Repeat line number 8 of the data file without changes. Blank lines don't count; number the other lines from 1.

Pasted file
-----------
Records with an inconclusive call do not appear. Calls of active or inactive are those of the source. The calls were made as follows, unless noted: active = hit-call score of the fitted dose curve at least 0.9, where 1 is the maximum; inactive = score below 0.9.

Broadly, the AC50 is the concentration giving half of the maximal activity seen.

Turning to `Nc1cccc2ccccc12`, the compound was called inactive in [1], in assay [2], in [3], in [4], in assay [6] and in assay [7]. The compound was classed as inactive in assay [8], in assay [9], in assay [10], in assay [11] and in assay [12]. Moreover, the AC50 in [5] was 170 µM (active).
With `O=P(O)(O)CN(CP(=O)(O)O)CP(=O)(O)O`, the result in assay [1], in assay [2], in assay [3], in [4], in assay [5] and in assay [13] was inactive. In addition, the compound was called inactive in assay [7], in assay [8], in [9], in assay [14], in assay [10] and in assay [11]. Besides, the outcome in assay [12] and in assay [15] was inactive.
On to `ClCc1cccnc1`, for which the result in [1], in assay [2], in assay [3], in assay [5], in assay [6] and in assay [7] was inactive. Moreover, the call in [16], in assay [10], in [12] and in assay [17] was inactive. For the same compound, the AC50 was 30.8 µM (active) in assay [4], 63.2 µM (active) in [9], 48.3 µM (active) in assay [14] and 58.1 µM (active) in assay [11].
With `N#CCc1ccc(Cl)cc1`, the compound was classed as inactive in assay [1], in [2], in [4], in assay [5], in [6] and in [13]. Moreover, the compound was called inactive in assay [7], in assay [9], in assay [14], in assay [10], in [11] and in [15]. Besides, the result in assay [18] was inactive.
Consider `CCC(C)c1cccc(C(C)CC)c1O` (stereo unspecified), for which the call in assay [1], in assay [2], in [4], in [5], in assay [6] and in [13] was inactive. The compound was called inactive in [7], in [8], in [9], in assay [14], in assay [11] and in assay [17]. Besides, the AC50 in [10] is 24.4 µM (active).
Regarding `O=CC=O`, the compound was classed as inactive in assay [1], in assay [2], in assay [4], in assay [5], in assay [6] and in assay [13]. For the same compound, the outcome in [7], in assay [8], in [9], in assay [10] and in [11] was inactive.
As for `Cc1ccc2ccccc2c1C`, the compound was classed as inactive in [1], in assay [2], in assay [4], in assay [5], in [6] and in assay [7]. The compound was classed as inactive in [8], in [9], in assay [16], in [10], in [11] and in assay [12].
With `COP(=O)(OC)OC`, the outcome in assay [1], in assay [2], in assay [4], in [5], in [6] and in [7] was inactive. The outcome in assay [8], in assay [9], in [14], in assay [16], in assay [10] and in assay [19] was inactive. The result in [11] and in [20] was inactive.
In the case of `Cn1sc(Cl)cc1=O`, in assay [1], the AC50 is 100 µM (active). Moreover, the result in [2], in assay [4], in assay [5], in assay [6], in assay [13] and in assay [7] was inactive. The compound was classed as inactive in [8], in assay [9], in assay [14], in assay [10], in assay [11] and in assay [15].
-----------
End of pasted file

Regarding `O=CC=O`, the compound was classed as inactive in assay [1], in assay [2], in assay [4], in assay [5], in assay [6] and in assay [13]. For the same compound, the outcome in [7], in assay [8], in [9], in assay [10] and in [11] was inactive.